By Kulsum Mustafa
The biggest day of celebrations in the Islamic calendar, Eid, is a gift from Allah after 30 days of fasting. It has through the years been a day of rejoicing, celebration and exchange of gifts. Last year too due to the advent of COVID-19 there was no gaiety; people were advised to stay indoors in the countrywide lockdown during Eid. But this year, the huge loss of human life and the total collapse of healthcare the system has inflicted untold miseries on the human race and Eid has definitely lost its sheen. Entire families have been wiped off by the virus, many of who have lost their dead ones are themselves severely infected and in serious condition. Many do not even have been told about the passing away of their loved ones.
When the entire humanity is in the grip of a pandemic Eid cannot be celebrated with bohemia, Eid this year is only and only a day of thanksgiving and prayers.
While last year on Eid, respecting the misery of migrant laborers, huge monetary loss, unemployment the Muslim community had voluntarily downsized Eid celebrations, but this year the gravity of the pandemic has hit so hard that even the thought of Eid celebration looks out of place People are grieving, mourning the death of their loved ones, they are full of pain and grief so celebrations is not on the card.
“Arrey hum to tazindigi apnee nazar may bahut chootey ho gaaey, hum apney azeezo ko kandha bhi na dey sakey (I have fallen in my own esteem, I was not able to even give a shoulder to the coffin of my loved ones,) wails Mohd Qamar Khan, a retired banker, and honorary teacher at Urdu Academy, Lucknow.
Seventy-year-old, Khan sahib lost some very close relatives and he is distressed and says that it is feeling of utter distress that he will carry all his that he could not attend their last rites despite being in the same city but due to the Covid protocol he was confined within his home.
He also bemoaned the fact that he was not even able to follow the ritual wherein on first Eid relatives visited the home of a relative where there had been a bereavement. They carry sewai, food and new clothes for the family.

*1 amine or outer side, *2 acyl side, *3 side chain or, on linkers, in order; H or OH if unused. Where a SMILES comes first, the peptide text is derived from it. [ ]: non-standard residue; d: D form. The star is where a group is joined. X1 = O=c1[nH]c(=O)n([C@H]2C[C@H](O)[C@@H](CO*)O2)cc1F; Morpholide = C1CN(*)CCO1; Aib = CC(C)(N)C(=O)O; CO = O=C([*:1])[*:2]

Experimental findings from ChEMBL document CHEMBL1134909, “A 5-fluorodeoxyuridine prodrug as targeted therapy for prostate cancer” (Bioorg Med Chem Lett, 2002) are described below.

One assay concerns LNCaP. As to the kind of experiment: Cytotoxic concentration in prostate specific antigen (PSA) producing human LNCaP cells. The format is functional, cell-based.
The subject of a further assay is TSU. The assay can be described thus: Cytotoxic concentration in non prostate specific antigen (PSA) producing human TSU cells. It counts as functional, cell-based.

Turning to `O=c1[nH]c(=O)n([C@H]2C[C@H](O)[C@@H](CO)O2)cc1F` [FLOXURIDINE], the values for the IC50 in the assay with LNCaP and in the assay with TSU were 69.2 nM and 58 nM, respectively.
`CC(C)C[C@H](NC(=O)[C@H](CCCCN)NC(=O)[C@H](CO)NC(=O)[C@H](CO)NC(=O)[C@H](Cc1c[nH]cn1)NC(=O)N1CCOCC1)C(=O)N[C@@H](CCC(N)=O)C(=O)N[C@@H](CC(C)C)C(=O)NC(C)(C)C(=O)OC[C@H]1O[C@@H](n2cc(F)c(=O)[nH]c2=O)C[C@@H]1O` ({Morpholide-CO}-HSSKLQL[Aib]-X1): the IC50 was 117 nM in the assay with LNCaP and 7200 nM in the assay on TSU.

But Khan sahib is not the only one with these heart-wrenching tales of regrets. There are many like him who is inconsolable as they could not say their last goodbye to their loved ones or lend a shoulder to cry on to the kins of the relatives.
“Hum kya nayey kapdey banaaeygay jub humarey apno ko coffin tak mayassar nahi hua (How can I make new clothes when our loved ones did not even get coffin),” says Hina Fatima, who lost her mother to Covid recently.
Alhamra Khan is an electronic journalist who lost her mother to the virus and herself she was hospitalized in a serious condition and is still fighting post covid complications. In the earlier years she was always the first to post pictures of Eid celebrations in her house but today she can only cry as she recalls those fun-filled Eids gone before. Eid she says for her will never be the same again.
Rubina Murtaza, poetess, and social activist, says that she shivers every time she recalls the difficult days she and her family, all Covid positive spent. When they returned from the hospital after a brave fight, weak, suffering from post covid complications they found out that they had lost so many of their relatives while they had been away. The news had been hidden from them seeing their ill health.